Explain to the students that for the first half of the activity (about 3 minutes depending on the complexity of the diagram) one partner will describe what they see and the other will respond only with "tell me more". This means that the student who is describing the image can start by reading the image and describing what they see, but as time goes on they will need to be more creative and find new things to say... all while practicing pronunciation and application of key vocabulary terms. After about 3 minutes, pause the class and have them switch, the other partner describes to the response of "tell me more". I have found that students enjoy being the "tell me more" partner and that the format makes students feel comfortable enough that they take more risks. It's hard to be embarrassed or nervous when everyone else is doing the same thing, there is a buzz in the room that means you don't have much of an audience and you have someone's undivided attention as they repeatedly say "tell me more". This strategy takes so little prep and is so effective that I use it at least once a unit in my Integrated Science, IB Biology & Environmental Science classes.


Strategy #3: Exemplars & Model Texts

Many students who struggle with organizational skills, following instructions or who simply do not have sufficient English language skills to follow multi-step procedures benefit from an exemplar &/or model text. While these two strategies are slightly different I tend to use them in similar ways, whenever I ask my students to make something like a template in their Science notebook or a large diagram foldable I always make one at the same time which acts as an exemplar. I then make sure the exemplar is either on the board if it is a single piece of paper or in my resource library if it is a notebook. This means when students need more support, for whatever reason, there is a scaffold for them, ready to go.

After I make these exemplars the first time I tuck them away in my binder or filing cabinet to use next time.... easy and effective, my favourite kind of strategy.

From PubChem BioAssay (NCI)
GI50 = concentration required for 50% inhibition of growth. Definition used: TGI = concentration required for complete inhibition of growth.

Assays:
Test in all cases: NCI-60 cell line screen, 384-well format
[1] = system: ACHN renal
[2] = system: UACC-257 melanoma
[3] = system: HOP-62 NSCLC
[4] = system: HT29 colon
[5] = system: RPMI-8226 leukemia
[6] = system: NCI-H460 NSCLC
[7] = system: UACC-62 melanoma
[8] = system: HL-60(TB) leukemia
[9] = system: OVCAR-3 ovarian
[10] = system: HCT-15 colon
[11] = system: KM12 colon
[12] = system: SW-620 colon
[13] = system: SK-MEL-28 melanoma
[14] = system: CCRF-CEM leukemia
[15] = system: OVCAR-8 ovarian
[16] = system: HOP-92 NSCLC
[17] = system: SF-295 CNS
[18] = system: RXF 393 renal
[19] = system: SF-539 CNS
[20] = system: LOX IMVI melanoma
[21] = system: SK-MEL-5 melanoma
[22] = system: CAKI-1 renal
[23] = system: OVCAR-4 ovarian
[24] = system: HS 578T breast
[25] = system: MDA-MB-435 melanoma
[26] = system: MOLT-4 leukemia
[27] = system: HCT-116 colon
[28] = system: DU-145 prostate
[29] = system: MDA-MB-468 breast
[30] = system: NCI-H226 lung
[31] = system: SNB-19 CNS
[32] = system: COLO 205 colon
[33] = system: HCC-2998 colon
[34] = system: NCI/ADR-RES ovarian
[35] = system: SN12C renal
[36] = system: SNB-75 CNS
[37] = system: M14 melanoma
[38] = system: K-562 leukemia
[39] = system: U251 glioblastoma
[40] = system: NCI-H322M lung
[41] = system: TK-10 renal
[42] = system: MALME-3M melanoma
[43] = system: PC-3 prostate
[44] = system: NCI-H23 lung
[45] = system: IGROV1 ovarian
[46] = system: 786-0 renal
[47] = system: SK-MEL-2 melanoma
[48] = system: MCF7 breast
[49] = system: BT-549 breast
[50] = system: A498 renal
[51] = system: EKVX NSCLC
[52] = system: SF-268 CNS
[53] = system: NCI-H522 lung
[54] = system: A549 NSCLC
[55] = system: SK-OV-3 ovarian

A model text is something I tend to make only for writing styles which we will use repeatedly in a course, such as a CER (Claim, Evidence, Reasoning) model text or a lab report model. I like to have these printed and laminated and available to students in my classroom. When I have been fortunate enough to work closely with an EAL co-teacher they have often been able to help make these model texts, that we then use again and again. For this reason it is ideal to use a lab or situation which will never be a summative assessment in class and which can be understood by students at different levels.

I often use a paper airplane lab as my model text lab for my middle schools and Grades 9 & 10 students.

Another example I like to use is how the number of hours a student spends studying affects their grades in Science, see a model text below about this topic. This one includes guidelines and sentence frames in black and the model text in blue and is a useful tool for students who are learning how to write a lab report. You can download this file for your own classroom use here, I hope you find it helpful!

MYP Experimental Design Exemplar
.pdf
Download PDF • 67KB

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Thanks for reading teachers, travelers & curious souls of all kinds.






The Roaming Scientist





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Hi, thanks for stopping by!

I'm the kind of teacher who is always trying something new, new labs, new Apps, new scaffolds and even new countries to live and teach in. I'm looking forward to share what I learn with you all through my weekly blog posts.